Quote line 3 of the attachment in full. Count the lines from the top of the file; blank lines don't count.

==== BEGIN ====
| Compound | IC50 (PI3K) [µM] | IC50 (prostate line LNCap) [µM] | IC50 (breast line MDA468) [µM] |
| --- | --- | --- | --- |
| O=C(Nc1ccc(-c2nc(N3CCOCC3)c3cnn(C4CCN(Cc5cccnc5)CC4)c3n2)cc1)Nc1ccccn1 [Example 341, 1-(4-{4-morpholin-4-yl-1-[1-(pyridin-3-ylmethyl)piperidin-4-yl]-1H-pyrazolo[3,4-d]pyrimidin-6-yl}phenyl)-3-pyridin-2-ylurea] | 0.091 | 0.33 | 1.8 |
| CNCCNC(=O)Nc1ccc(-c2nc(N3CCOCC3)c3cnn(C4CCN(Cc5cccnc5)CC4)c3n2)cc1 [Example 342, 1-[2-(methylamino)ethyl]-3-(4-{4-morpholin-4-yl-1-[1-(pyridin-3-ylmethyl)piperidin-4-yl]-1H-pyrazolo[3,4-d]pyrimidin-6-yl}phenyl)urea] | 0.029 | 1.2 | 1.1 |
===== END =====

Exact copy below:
| O=C(Nc1ccc(-c2nc(N3CCOCC3)c3cnn(C4CCN(Cc5cccnc5)CC4)c3n2)cc1)Nc1ccccn1 [Example 341, 1-(4-{4-morpholin-4-yl-1-[1-(pyridin-3-ylmethyl)piperidin-4-yl]-1H-pyrazolo[3,4-d]pyrimidin-6-yl}phenyl)-3-pyridin-2-ylurea] | 0.091 | 0.33 | 1.8 |